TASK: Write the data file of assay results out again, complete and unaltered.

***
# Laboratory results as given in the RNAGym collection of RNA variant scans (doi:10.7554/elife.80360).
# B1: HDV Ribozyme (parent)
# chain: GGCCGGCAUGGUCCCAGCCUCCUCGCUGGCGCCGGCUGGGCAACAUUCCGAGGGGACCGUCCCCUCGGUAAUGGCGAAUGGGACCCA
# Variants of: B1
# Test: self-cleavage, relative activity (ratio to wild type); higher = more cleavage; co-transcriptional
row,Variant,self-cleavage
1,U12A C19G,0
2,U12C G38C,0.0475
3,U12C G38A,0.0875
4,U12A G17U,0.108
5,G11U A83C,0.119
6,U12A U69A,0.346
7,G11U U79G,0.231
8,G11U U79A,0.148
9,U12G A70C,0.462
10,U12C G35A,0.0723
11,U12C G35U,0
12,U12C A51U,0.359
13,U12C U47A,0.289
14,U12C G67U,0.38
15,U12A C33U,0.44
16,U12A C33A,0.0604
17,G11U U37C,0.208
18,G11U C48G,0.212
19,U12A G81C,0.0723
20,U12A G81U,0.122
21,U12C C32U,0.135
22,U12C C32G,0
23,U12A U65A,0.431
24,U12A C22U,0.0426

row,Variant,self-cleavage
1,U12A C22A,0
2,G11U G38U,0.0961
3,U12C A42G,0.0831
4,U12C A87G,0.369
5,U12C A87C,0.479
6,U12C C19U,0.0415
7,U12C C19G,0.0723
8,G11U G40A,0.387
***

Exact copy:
# Laboratory results as given in the RNAGym collection of RNA variant scans (doi:10.7554/elife.80360).
# B1: HDV Ribozyme (parent)
# chain: GGCCGGCAUGGUCCCAGCCUCCUCGCUGGCGCCGGCUGGGCAACAUUCCGAGGGGACCGUCCCCUCGGUAAUGGCGAAUGGGACCCA
# Variants of: B1
# Test: self-cleavage, relative activity (ratio to wild type); higher = more cleavage; co-transcriptional
row,Variant,self-cleavage
1,U12A C19G,0
2,U12C G38C,0.0475
3,U12C G38A,0.0875
4,U12A G17U,0.108
5,G11U A83C,0.119
6,U12A U69A,0.346
7,G11U U79G,0.231
8,G11U U79A,0.148
9,U12G A70C,0.462
10,U12C G35A,0.0723
11,U12C G35U,0
12,U12C A51U,0.359
13,U12C U47A,0.289
14,U12C G67U,0.38
15,U12A C33U,0.44
16,U12A C33A,0.0604
17,G11U U37C,0.208
18,G11U C48G,0.212
19,U12A G81C,0.0723
20,U12A G81U,0.122
21,U12C C32U,0.135
22,U12C C32G,0
23,U12A U65A,0.431
24,U12A C22U,0.0426

row,Variant,self-cleavage
1,U12A C22A,0
2,G11U G38U,0.0961
3,U12C A42G,0.0831
4,U12C A87G,0.369
5,U12C A87C,0.479
6,U12C C19U,0.0415
7,U12C C19G,0.0723
8,G11U G40A,0.387